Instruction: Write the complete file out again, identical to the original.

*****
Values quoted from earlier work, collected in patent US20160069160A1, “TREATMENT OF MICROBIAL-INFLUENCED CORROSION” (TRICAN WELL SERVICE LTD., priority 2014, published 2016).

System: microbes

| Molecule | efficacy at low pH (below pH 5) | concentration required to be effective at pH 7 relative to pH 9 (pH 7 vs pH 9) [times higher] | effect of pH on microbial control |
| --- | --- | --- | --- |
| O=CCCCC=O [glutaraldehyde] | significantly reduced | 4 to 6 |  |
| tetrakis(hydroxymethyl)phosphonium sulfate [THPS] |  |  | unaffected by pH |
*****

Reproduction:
Values quoted from earlier work, collected in patent US20160069160A1, “TREATMENT OF MICROBIAL-INFLUENCED CORROSION” (TRICAN WELL SERVICE LTD., priority 2014, published 2016).

System: microbes

| Molecule | efficacy at low pH (below pH 5) | concentration required to be effective at pH 7 relative to pH 9 (pH 7 vs pH 9) [times higher] | effect of pH on microbial control |
| --- | --- | --- | --- |
| O=CCCCC=O [glutaraldehyde] | significantly reduced | 4 to 6 |  |
| tetrakis(hydroxymethyl)phosphonium sulfate [THPS] |  |  | unaffected by pH |